Rite of Passage long-time CEO, Ski James Broman, has evolved Rite of Passage into a nationally-acclaimed organization providing a wide spectrum of treatment options, including trauma-responsive care, family preservation initiatives, specialized residential programs, and non-residential mentoring that works with 2,000 youth daily. By emphasizing our strategic role as a learning, growing, dynamically-evolving institution, Mr. Broman ensures Rite of Passage remains firmly committed to developing and implementing effective, mindful, compassionate programs that improve lives and prepare our youth for success. Holding dual Master’s in both Family & Children’s Counseling and Business Administration, he solidifies ROP partnerships with researchers, universities, and private enterprise. He is a proven youth advocate, experienced licensed counselor, and has served on the Annie E. Casey Juvenile Justice Strategy Group taskforce that devised principles to transform care for young people in juvenile justice.

Their Quotes


  • “The atmosphere, the environment, the experiential education that they get out of it, and the physiological part of riding a bike kind of does a lot of really amazing things if you want it to.”
  • “Many of us benefit from exercise. But cycling in particular activates more of the physiological parameters that can help individuals who struggle with behavioral and emotional issues.”


  • “During the first bike ride we took back in 1984 from Placerville, California to Canada, I witnessed first-hand the transformative and healing power cycling could have for the kids we work with. From that moment on, cycling became a large part of our programming. Today, Rite of Passage is a 40-year old company, and cycling is still transforming the lives of the youth in our programs. This year, the Rite of Passage inspired film Hard Miles was released, which highlights the very real impact that positive experiences and caring mentors can have on our kids. Their struggles, the hills they have climbed—figuratively and literally—and their journey to healing and empowerment through cycling. The Tour de Youth, for us, is an opportunity to further our mission of improving lives, while also bringing the power and impact behind the movie to communities and kids at every stop along the way.”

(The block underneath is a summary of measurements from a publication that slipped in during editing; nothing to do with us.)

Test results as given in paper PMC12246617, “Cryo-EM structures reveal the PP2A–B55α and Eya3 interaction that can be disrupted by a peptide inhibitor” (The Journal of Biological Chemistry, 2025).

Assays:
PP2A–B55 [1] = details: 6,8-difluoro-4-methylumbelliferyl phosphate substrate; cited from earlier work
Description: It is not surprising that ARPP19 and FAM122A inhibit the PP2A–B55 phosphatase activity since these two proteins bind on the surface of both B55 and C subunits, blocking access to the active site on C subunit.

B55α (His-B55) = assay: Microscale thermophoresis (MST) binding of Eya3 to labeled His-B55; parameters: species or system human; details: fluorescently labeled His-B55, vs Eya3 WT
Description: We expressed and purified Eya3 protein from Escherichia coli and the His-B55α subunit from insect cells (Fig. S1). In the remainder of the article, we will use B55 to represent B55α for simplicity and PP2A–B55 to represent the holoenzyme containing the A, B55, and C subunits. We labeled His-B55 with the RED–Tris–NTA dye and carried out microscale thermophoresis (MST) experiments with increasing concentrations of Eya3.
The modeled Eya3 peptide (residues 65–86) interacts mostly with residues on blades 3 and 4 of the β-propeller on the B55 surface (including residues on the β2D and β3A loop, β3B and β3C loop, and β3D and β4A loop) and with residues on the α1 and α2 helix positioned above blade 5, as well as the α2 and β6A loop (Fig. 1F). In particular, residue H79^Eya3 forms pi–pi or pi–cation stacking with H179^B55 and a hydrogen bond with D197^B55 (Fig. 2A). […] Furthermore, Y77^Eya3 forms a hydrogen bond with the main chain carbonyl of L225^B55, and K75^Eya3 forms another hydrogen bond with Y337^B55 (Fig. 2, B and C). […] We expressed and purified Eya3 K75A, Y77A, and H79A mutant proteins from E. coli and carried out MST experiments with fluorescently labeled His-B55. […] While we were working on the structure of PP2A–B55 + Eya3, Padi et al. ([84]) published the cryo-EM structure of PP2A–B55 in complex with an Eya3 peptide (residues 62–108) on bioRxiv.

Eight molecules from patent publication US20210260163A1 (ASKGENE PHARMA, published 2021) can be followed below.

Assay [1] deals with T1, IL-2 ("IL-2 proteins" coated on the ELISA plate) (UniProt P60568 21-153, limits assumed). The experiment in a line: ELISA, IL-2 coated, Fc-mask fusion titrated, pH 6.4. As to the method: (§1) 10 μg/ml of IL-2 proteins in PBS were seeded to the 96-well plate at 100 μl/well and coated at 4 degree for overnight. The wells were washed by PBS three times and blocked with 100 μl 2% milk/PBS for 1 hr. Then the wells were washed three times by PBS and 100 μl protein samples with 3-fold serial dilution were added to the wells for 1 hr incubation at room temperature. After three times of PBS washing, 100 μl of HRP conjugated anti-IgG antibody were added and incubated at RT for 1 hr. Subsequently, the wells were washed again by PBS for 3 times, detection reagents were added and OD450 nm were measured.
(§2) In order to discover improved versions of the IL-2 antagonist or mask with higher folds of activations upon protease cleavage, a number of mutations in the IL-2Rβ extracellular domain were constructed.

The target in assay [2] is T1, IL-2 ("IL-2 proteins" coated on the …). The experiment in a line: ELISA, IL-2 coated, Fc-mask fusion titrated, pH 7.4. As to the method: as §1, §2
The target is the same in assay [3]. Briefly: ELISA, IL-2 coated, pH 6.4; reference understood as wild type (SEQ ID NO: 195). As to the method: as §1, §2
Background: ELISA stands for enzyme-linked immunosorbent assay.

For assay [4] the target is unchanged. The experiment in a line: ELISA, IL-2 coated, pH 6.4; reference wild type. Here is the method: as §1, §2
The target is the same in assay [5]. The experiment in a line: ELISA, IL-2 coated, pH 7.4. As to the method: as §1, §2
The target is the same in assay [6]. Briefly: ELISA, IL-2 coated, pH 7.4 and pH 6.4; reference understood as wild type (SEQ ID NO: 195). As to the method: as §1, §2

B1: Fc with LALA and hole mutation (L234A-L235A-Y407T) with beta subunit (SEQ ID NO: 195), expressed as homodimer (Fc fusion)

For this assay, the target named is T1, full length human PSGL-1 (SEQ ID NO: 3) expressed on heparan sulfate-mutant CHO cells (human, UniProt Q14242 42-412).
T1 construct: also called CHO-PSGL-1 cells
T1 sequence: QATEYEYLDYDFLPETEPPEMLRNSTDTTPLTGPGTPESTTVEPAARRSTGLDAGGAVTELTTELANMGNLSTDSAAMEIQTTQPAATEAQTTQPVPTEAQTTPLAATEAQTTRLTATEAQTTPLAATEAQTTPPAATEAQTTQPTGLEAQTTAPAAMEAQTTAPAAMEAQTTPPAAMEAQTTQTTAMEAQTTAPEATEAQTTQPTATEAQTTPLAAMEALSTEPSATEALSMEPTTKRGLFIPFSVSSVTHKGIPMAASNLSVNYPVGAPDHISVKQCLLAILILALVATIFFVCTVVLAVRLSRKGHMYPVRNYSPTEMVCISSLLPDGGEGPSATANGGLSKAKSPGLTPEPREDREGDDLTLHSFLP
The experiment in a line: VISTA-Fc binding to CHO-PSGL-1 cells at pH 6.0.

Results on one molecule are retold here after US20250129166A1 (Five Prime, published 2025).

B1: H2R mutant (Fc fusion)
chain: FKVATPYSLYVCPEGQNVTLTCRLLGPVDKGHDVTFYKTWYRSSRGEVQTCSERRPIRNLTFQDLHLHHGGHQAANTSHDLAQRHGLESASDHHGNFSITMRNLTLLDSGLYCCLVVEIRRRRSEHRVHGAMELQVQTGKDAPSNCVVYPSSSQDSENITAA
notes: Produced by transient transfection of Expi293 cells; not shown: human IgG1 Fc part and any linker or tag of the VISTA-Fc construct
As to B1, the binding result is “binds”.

Student Athlete Robinson, Ridge View Academy, Coast-to-Coast 2001

  • “On this journey, I hope to find my true self. I hope to discover things about myself that I have locked away. I look at this trip as a way to help me become a successful individual. If I succeeded on this trip, then there is nothing in life that I won’t be able to accomplish. I hope today starting that by the time I reach the finish I can see the growth I have made.”

Hard Miles Movie Overview

Hard Miles—the feature film from Pensé Productions — tells the uplifting true story of the cycling team at Rite of Passage’s Ridge View Academy, a residential treatment program in Colorado. The film follows beleaguered coach Greg Townsend (Matthew Modine) as he rounds up an unlikely crew of students for a seemingly impossible bike ride from Denver to the Grand Canyon. As the beginner bicyclists battle heatstroke and speed wobbles, they must learn to stop fighting and ride together as a peloton. The bicycle serves not just as a means of transportation, but as a test; a way for each of these young men to see what they are truly capable of, physically, mentally, and emotionally. Caring social worker Haddie (Cynthia Kaye McWilliams) attempts to be the voice of reason as coach Greg Townsend pushes the boys to their limit, and cracks begin to form in the peloton. Ultimately, Greg’s words will ring hollow unless he can apply his coaching advice to his own life and make amends with his dying father. In the sweltering desert, the boys reach a crossroads and must decide whether to continue down the path of least resistance, or take agency of their futures and pave the way to better future.